It is 50 years now since Herbert Marcuse published his influential book "One-dimensional man". This has been one of my favorite books since the first time I read it. I have frequently returned to it and is every time inspired by it, usually in a new way than before. It is a book rich of big ideas. Recently I wrote a book chapter on how Marcuse is relevant to the field of interaction design research (hopefully to be published soon).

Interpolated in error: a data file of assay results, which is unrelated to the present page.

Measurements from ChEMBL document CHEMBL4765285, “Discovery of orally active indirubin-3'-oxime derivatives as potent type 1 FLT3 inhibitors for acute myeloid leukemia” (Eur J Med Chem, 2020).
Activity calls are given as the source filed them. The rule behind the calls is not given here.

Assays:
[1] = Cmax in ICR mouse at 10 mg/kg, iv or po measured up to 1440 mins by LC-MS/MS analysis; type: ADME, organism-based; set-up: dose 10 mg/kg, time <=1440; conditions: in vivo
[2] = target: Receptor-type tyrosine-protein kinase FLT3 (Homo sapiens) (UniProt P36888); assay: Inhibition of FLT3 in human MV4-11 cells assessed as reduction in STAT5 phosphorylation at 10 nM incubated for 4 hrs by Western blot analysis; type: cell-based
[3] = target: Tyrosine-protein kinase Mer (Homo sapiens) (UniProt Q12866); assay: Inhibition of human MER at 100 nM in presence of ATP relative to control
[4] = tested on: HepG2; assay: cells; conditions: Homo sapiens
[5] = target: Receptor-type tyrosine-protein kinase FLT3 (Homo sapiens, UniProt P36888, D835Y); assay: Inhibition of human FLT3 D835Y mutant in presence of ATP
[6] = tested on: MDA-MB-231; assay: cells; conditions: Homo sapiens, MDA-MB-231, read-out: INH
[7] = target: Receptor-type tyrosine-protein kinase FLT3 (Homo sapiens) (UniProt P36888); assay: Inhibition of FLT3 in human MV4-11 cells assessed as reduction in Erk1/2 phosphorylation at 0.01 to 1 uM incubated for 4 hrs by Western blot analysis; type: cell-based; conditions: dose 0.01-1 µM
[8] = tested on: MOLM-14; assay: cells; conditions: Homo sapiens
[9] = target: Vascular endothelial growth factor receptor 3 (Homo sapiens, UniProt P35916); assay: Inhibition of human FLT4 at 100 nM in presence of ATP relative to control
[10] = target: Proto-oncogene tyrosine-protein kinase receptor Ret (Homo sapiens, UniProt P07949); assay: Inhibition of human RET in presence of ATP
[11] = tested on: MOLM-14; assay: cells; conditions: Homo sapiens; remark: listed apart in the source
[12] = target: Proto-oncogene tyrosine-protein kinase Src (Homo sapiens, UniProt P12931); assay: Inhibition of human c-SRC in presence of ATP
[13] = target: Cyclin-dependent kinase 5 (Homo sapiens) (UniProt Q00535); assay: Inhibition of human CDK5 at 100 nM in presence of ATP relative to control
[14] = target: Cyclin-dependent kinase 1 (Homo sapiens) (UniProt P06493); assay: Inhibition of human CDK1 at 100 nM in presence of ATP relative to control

I am of course not the only one who returns to this seminal book. In a really interesting review, written in relation to the 50 year anniversary, Ronald Aronson explains the immensely important role that Marcuse has had over the decades. This review is thoughtful and insightful. I was while reading it first a bit concerned by the argument that the conditions during the time when Marcuse authored the book have changed so much that it is not relevant in the same way anymore. However, later in the article Aronson makes the case that I would do, namely that the present society is not the same as in those days but that it has the same foundational qualities, maybe even in a way that makes Marcuse's analysis even more relevant today. It is not the cold war with the big (given) enemy that is the system's engine, instead it is consumerism and the comfortable life. One-dimensionality has maybe never been stronger than today!